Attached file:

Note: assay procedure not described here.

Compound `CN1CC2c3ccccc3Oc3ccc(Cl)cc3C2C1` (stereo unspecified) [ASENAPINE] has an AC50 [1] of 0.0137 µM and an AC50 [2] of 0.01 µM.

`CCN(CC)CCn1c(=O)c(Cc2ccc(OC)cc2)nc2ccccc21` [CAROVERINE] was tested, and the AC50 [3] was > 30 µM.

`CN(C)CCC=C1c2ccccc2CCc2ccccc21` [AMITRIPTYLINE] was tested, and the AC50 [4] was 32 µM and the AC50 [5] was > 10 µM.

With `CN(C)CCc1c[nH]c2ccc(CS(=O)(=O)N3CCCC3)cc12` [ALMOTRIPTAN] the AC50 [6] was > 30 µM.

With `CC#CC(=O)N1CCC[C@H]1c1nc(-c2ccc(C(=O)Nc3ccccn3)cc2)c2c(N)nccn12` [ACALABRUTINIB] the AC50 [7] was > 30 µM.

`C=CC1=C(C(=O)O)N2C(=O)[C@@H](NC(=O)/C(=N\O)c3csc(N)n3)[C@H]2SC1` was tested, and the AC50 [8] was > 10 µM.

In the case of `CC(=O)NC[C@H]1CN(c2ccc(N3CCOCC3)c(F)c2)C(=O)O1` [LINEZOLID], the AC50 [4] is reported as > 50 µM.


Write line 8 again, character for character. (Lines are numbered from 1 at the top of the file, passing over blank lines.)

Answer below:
In the case of `CC(=O)NC[C@H]1CN(c2ccc(N3CCOCC3)c(F)c2)C(=O)O1` [LINEZOLID], the AC50 [4] is reported as > 50 µM.